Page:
Format

Send to

Choose Destination
Gene Expr Patterns. 2007 Feb;7(4):471-9. Epub 2006 Nov 11.

Snail2, a mediator of epithelial-mesenchymal transitions, expressed in progenitor cells of the developing endocrine pancreas.

Author information

1
Laboratory of Molecular Endocrinology, Massachusetts General Hospital, Harvard Medical School and Howard Hughes Medical Institute, Boston, MA 02114, USA.

Abstract

The mammalian pancreas develops by the expansion and morphogenesis of the epithelial cells of the foregut endoderm via the sequential activation of transcription factors that direct differentiation into the various pancreatic lineages. Implicit in this growth and differentiation are the temporal and spatial processes of cell migration and three-dimensional organization, which cooperate to form a properly functioning organ. In many organ systems, such as the kidney, heart, and neural crest derivatives, migration and tissue morphogenesis is accomplished by the transient conversion of stationary epithelial cells to migratory mesenchymal-like cells in a process known as epithelial-mesenchymal transition (EMT). We report the identification of the expression of the transcription factor Snail2/Slug, a known inducer of EMT and cell movement, in both the endocrine and exocrine cells of the developing mouse pancreas. Snail2 is expressed in Neurogenin3-positive endocrine progenitor cells, and expression is maintained during endocrine cell differentiation where it becomes increasingly restricted to the insulin-producing beta cells and somatostatin-producing delta cells. In the adult pancreas, the expression of Snail2 is maintained at low but detectable levels in all beta cells, indicating a latent role for Snail2 in the mature islet. These findings of Snail2 expression during endocrine pancreas development are relevant to the recent evidence demonstrating the involvement of EMT in the expansion of human islet tissue in vitro. EMT-like events appear to be involved in the development of the mammalian pancreas in vivo.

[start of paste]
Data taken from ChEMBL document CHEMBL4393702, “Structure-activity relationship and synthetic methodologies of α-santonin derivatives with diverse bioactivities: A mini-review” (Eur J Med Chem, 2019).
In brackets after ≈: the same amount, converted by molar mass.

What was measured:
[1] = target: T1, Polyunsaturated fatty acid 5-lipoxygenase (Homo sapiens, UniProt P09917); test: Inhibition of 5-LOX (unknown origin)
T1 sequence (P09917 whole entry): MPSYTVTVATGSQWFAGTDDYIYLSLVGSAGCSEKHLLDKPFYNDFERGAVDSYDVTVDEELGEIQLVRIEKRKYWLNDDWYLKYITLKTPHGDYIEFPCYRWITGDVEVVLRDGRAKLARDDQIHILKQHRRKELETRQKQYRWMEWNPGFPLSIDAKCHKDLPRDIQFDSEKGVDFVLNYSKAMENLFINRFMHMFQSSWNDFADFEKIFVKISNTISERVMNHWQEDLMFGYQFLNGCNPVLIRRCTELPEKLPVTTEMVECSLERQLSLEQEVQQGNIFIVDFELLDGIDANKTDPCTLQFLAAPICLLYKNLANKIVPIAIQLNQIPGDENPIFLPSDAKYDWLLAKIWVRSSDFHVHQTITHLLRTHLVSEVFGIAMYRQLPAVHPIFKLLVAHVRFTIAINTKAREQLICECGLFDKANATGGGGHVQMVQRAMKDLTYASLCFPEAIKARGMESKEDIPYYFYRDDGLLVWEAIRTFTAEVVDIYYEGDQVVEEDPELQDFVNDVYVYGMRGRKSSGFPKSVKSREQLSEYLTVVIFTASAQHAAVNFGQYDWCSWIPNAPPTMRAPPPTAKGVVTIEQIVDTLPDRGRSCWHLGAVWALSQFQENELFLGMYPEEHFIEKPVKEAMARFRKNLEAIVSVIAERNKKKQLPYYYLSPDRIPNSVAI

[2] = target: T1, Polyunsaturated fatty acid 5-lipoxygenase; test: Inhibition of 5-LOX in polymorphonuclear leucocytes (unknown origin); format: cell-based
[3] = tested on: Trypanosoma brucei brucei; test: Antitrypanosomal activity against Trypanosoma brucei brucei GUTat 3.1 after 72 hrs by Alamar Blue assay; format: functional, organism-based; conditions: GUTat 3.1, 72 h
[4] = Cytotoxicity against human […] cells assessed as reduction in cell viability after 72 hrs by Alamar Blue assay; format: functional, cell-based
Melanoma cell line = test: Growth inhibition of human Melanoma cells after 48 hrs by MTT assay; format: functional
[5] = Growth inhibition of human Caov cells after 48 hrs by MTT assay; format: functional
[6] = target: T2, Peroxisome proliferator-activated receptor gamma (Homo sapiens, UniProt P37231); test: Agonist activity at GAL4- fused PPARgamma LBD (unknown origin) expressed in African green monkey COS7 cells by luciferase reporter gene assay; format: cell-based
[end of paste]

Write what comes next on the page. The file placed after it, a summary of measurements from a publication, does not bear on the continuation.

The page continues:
PMID:
17185046
PMCID:
PMC2698037
DOI:
10.1016/j.modgep.2006.11.001
[Indexed for MEDLINE]
Free PMC Article

Supplemental Content

Full text links

Icon for Elsevier Science Icon for PubMed Central
Loading ...
Support Center